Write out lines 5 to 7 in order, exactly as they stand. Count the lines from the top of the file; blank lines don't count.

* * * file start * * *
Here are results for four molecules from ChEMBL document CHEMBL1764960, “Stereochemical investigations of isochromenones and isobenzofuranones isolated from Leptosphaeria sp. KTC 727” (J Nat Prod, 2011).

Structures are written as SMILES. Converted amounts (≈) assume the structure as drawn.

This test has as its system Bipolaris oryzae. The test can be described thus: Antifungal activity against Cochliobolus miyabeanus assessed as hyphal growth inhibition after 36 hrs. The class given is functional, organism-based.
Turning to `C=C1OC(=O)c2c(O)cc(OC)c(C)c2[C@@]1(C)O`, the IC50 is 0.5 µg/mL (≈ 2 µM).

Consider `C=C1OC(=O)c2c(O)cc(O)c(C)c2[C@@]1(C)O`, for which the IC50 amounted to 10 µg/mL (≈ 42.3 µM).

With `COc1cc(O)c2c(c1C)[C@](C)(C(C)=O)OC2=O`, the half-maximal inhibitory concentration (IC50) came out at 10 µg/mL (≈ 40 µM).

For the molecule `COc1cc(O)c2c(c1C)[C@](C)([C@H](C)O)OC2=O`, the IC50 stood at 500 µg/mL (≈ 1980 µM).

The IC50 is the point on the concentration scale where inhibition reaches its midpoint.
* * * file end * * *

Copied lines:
Consider `C=C1OC(=O)c2c(O)cc(O)c(C)c2[C@@]1(C)O`, for which the IC50 amounted to 10 µg/mL (≈ 42.3 µM).

With `COc1cc(O)c2c(c1C)[C@](C)(C(C)=O)OC2=O`, the half-maximal inhibitory concentration (IC50) came out at 10 µg/mL (≈ 40 µM).

For the molecule `COc1cc(O)c2c(c1C)[C@](C)([C@H](C)O)OC2=O`, the IC50 stood at 500 µg/mL (≈ 1980 µM).